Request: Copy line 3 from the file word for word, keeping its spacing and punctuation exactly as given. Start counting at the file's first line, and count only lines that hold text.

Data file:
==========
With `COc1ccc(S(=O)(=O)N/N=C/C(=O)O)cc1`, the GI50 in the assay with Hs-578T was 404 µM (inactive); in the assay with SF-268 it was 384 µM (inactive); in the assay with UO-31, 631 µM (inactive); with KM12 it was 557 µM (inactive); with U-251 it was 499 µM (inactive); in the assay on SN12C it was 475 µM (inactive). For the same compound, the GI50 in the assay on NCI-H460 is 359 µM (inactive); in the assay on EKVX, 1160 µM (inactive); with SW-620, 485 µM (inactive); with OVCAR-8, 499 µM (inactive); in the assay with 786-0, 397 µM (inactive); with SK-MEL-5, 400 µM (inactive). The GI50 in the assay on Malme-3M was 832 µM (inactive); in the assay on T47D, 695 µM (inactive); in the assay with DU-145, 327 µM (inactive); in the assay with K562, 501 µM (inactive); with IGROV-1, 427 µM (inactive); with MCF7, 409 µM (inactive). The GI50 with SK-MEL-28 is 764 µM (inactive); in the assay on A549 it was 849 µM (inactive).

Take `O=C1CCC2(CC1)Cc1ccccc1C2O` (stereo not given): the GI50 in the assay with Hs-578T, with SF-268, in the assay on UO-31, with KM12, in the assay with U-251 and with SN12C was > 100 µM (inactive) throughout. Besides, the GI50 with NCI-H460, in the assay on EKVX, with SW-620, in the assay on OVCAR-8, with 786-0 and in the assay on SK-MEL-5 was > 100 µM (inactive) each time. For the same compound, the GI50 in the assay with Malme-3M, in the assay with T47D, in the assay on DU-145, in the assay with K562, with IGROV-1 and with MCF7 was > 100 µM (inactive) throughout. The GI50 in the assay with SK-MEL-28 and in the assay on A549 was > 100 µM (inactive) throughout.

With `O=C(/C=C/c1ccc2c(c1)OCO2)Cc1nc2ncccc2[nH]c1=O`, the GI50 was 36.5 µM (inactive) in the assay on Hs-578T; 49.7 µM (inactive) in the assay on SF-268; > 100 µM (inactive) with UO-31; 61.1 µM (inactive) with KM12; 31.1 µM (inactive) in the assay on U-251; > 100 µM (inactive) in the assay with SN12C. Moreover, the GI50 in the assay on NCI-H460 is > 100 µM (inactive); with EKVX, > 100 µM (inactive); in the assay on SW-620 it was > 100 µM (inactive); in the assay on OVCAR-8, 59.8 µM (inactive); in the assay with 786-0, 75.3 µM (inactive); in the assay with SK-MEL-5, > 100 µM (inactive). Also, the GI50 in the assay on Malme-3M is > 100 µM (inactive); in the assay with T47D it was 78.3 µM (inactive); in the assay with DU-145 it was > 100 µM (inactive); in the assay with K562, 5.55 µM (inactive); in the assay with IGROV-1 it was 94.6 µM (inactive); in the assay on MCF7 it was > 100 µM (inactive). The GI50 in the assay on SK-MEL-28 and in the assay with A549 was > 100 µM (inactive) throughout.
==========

With `O=C(/C=C/c1ccc2c(c1)OCO2)Cc1nc2ncccc2[nH]c1=O`, the GI50 was 36.5 µM (inactive) in the assay on Hs-578T; 49.7 µM (inactive) in the assay on SF-268; > 100 µM (inactive) with UO-31; 61.1 µM (inactive) with KM12; 31.1 µM (inactive) in the assay on U-251; > 100 µM (inactive) in the assay with SN12C. Moreover, the GI50 in the assay on NCI-H460 is > 100 µM (inactive); with EKVX, > 100 µM (inactive); in the assay on SW-620 it was > 100 µM (inactive); in the assay on OVCAR-8, 59.8 µM (inactive); in the assay with 786-0, 75.3 µM (inactive); in the assay with SK-MEL-5, > 100 µM (inactive). Also, the GI50 in the assay on Malme-3M is > 100 µM (inactive); in the assay with T47D it was 78.3 µM (inactive); in the assay with DU-145 it was > 100 µM (inactive); in the assay with K562, 5.55 µM (inactive); in the assay with IGROV-1 it was 94.6 µM (inactive); in the assay on MCF7 it was > 100 µM (inactive). The GI50 in the assay on SK-MEL-28 and in the assay with A549 was > 100 µM (inactive) throughout.